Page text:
Tag Archives: Fayette Coal Plant

Austin City Council and Electric Utility Commission name 8 of 9 members of Austin Energy Generation and Resource Planning Task Force; approves 150 MW solar plant

This week, the Austin City Council officially named 7 of the 9 members of the Austin Generation and Resource Planning Task Force, while the Electric Utility Commission named their member, solar advocate and local attorney Clay Butler. Remaining to be named is a member of the Resource Management Commission, which is expected to meet on April 15th to choose their member. Word on the street is the first meeting of the new Task Force will be April 16th. Task force is expected to make final recommendations on Austin Energy’s Generaton Plan through 2024 in June. Sierra Club will be on the committee through our Lone Star Chapter Conservation Director Cyrus Reed, who served on the original task force in 2010. The Task Force will look at future of solar, wind, energy efficiency, gas and coal in Austin’s generation portfolio. 

In other news, Austin City Council did approve the 150 MW SunEdison solar contract at a reported 4.8 cents per kilowatt hour. The two utility-scale projects would be built in West Texas and be operational by 2016, at which time Austin Energy would meet its 35% renewable energy goals. 


1. Barry Dreyling, Spansion (Mayor Leffingwell)

2. Cyrus Reed, Sierra Club (Mayor Pro Tem Cole)

3. Michele Van Hyfte, Seton (Council Member Spelman)

4. MIchael Osborne, Former VP at Austin Energy (Council Member Riley)

5. Tom “Smitty” Smith, Public Citizen (Council Member Morrison)

6. Carol Biedrzyck, Texas ROSE (Council Member Martinez)

7. Mike Sloan, Virtus Energy (Council Member Tovo)

8. Clay Butler, Butler Firm (Electric Utility Commission representative)

9. To Be Named,  Resource Management Commission 

Lake Travis Party a Hit!

Austin Beyond Coal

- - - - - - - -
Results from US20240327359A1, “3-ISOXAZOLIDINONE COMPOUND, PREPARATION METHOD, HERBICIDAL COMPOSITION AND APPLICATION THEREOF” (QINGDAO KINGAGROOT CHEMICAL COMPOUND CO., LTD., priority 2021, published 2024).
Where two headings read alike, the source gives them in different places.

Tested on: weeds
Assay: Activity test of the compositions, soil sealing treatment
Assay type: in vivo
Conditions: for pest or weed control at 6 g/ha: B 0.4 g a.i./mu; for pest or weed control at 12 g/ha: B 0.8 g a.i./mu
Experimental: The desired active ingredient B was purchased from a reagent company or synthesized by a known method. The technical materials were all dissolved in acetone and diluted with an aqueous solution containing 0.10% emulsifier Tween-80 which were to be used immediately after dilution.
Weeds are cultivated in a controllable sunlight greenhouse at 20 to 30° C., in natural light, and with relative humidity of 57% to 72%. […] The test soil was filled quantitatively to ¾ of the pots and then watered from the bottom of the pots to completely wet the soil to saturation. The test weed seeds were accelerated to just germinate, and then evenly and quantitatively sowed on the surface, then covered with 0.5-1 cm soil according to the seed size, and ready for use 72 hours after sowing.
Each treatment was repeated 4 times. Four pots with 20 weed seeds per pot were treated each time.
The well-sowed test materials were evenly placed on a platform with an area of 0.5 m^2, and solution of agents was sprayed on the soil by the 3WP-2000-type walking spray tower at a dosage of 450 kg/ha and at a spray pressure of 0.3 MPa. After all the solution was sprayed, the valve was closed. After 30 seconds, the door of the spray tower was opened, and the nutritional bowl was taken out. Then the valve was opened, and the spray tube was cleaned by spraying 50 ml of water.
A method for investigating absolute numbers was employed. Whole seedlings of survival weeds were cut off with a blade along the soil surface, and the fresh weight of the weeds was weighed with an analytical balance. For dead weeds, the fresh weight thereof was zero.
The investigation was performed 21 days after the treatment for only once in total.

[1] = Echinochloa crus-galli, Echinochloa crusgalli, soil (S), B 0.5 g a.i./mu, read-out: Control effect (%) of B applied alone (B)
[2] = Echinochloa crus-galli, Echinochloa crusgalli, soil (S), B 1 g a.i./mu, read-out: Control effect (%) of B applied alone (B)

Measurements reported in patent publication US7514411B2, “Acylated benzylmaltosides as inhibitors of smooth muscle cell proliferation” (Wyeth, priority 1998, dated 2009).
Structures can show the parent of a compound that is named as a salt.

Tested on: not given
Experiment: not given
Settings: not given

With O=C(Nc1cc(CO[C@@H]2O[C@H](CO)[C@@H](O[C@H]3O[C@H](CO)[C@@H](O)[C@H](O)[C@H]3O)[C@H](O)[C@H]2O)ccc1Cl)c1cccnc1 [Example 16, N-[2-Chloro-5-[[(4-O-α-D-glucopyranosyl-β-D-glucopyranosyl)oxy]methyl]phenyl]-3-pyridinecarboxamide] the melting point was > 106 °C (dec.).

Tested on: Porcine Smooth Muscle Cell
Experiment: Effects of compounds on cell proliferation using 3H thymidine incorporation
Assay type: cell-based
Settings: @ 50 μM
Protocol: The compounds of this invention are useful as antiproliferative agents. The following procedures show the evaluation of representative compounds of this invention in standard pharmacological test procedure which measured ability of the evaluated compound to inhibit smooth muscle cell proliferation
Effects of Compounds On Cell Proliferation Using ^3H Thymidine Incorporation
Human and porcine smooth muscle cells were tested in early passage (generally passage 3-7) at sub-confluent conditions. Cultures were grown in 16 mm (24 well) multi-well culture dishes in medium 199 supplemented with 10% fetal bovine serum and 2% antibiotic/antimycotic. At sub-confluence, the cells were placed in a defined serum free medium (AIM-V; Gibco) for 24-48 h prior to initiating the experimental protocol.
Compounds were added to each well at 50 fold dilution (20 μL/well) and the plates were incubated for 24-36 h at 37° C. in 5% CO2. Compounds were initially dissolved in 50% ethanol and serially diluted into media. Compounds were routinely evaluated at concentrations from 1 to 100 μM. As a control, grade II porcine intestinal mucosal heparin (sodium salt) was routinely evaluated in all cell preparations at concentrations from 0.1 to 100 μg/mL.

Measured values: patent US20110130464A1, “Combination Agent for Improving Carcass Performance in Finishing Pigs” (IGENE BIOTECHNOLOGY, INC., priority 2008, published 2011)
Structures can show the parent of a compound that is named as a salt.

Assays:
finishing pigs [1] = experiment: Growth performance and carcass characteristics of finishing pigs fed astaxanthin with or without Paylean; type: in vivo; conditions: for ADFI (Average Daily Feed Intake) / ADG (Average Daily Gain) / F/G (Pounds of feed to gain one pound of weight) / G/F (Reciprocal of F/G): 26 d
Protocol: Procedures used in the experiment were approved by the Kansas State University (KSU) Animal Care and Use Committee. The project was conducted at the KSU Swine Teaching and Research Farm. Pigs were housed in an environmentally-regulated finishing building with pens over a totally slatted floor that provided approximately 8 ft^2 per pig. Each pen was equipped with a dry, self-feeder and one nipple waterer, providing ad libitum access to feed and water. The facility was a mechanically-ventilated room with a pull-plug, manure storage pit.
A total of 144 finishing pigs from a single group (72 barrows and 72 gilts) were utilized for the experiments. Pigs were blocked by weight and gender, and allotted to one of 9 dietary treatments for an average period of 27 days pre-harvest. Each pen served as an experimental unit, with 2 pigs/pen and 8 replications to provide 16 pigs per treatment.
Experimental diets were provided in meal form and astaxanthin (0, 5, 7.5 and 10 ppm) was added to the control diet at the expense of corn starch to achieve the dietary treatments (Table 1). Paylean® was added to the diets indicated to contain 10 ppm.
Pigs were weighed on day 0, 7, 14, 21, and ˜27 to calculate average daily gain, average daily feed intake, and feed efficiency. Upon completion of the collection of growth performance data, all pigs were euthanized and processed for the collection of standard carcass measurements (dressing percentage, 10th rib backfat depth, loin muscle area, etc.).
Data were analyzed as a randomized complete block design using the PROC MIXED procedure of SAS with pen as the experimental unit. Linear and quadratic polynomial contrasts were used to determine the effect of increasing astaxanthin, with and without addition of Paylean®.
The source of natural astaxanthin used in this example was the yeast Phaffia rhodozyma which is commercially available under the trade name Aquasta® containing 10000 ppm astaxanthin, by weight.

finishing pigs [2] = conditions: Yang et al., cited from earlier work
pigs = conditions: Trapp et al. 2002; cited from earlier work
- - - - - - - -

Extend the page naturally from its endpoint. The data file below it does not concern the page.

Photo by Craig Nazor

Austin Beyond Coal sure knows how to throw a party!

Last Saturday, November 17th, the Austin Beyond Coal campaign hosted a great lakeside party at the Iguana Grill to kick off efforts in the lakes region to phase out the Fayette coal-fired power plant.

The Fayette Power Project is a 1,600 MW coal plant plant located in Fayette County, Texas that uses more than 5 billion gallons of water from our river and lakes every single year.  In a time of extreme drought, this is water that could be put to better use supporting our communities and farms, or simply being conserved.   As you’ll see in the pictures below, the fact that we are still in one of the worst droughts this state has every seen was very obvious while out on Lake Travis last weekend.

Lake Travis
Photo by Craig Nazor

Attendees heard from Austin Beyond Coal volunteers as well as Dr. Lauren Ross, an engineer who knows quite a bit about the relationship between water, coal and the LCRA; all of this while enjoying great food, great music from the Bouldin Creek Bobkat Band and a beautiful Texas sunset.

Bouldin Creek Bobkat Band
Photo by Craig Nazor

Missed out? No problem! For information on how to get involved in efforts to phase out of the Fayette coal plant and free up 5 billion gallons of water a year, email lydia.avila@sierraclub.org.

– Lydia Avila, Associate Field Representative for Beyond Coal

Two new developments in the Austin Beyond Coal movement — solar and efficiency

Fresh on the heels of this weekend’s  big, massive BEYOND COAL earthday festivities in Austin, Texas, two new developments this week show in a practical sense how Austin can become one of the largest metropolitan areas to move beyond coal. First, tomorrow at City Council, a resolution sponsored by Councilmembers Spelman and Morrisson would form a nine-member task force to work with Austin Energy on an onsite solar goal and program for 2015 and 2020. A couple of years ago a Generation Task Force recommended that Austin set a 300 MW goal for 2020 for distributed renewable resources like PV solar panels. While the final Generation Plan adopted by Austin Energy and City Council did not include the distributed solar goal, they did say they would study the issue. Tomorrow, City Council will finally take the next step and ask nine experts to come up with a plan. Sierra Club believes it makes a whole lot more sense to spend our money on local solar and energy efficiency jobs and resources than spending $100 million a year just to import thousands of tons of coal and burn it at the dirty coal plant at Fayette. What’s good for Wyoming Coal Mining companies ain’t good for Austin, Texas!